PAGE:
03-Life_Tables - 3-1 Population ecology Lab 3 Population...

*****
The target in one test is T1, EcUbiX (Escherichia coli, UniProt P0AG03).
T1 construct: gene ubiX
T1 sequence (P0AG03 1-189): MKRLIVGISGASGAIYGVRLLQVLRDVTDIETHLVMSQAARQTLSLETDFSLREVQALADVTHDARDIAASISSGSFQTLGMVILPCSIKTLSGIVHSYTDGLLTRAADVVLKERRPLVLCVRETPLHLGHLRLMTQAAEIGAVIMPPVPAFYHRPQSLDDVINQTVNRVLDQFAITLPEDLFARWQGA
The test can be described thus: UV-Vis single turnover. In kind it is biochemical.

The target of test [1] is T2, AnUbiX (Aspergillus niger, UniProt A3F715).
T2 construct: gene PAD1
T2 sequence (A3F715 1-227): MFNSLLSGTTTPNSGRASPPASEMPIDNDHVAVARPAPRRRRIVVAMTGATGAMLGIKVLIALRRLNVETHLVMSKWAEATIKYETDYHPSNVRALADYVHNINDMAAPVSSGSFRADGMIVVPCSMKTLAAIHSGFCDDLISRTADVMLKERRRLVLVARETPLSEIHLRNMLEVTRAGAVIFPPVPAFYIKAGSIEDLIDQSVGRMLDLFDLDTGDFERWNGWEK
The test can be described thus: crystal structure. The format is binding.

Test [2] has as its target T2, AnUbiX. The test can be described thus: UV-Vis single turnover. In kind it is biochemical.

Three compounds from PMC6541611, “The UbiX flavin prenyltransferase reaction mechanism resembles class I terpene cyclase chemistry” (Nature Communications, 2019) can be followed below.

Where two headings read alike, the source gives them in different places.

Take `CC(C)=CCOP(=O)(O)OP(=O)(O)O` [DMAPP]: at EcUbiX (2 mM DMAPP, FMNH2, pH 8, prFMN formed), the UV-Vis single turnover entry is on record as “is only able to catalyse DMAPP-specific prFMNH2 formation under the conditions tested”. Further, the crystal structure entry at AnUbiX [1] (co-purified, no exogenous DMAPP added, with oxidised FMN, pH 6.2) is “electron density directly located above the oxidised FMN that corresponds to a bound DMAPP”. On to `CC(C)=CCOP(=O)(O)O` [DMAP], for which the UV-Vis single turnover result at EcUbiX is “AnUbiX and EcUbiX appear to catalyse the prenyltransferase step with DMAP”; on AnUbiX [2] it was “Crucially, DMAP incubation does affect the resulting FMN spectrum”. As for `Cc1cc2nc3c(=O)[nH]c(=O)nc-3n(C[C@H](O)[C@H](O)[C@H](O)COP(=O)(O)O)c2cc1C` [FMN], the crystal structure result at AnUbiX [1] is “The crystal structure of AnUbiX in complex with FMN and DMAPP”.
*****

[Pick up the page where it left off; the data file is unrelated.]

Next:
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3-1 Population ecology Lab 3: Population life tables I. Introduction to ecological populations, life tables, and population growth models This week we begin a new unit on population ecology. A population is a set of individuals of the same species living in a given region or habitat. Populations are examples of ecological systems. As such, they exhibit both structural and functional properties. The total number of individuals in a population, the age distribution of those individuals, the sex ratio of adults, probabilities of survival (or mortality), and rates of fecundity are key traits of population structure . Ecologists employ a variety of methods to study the structure of populations. Life history tables, or life tables , are a method of quantifying population structure that addresses all of the above population traits. Life tables provide age-specific information on survival and fecundity rates for a particular population. An ecologist can collect two very different types of life history data for individuals in a population, which can lead to two kinds of life tables. Horizontal (dynamic or cohort) life tables require ecologists to follow all the individuals of a single cohort in a population from birth to death. Construction of horizontal life tables frequently depends on the recapture of marked individuals for mobile species or repeated, representative samples of sessile species. Since individuals must be followed from birth to death, the horizontal life table technique is not well suited for the study of long-lived individuals. Vertical (static or time-specific) life tables consist of data on individuals of all ages in a population from a single point in time. In vertical life table studies, it is important to work with a large, random sample of individuals to ensure that the data is representative of the entire population. For example, the age distribution of your sample of individuals should reflect the age distribution of the whole population. Non-destructive sampling methods are particularly useful for the construction of vertical life tables as they minimize the impact of large sampling efforts on population dynamics. Both dynamic and static observations of population structure can be used 1) to quantify the age structure of a population; 2) to estimate an optimal age of sexual maturity; and 3) to predict population growth rates. Population growth projections are based on mathematical models such as the exponential growth model: N t = N 0 (e rt ). In the exponential growth model, the number of individuals at any time (t) can be predicted using the number of individuals at the starting time (N 0 ), the base of the natural logarithm (e = 2.7182818), the intrinsic rate of population growth (r), and the time (t) since N 0 . The intrinsic rate of population growth (r) is a direct consequence of the age structure of a population.
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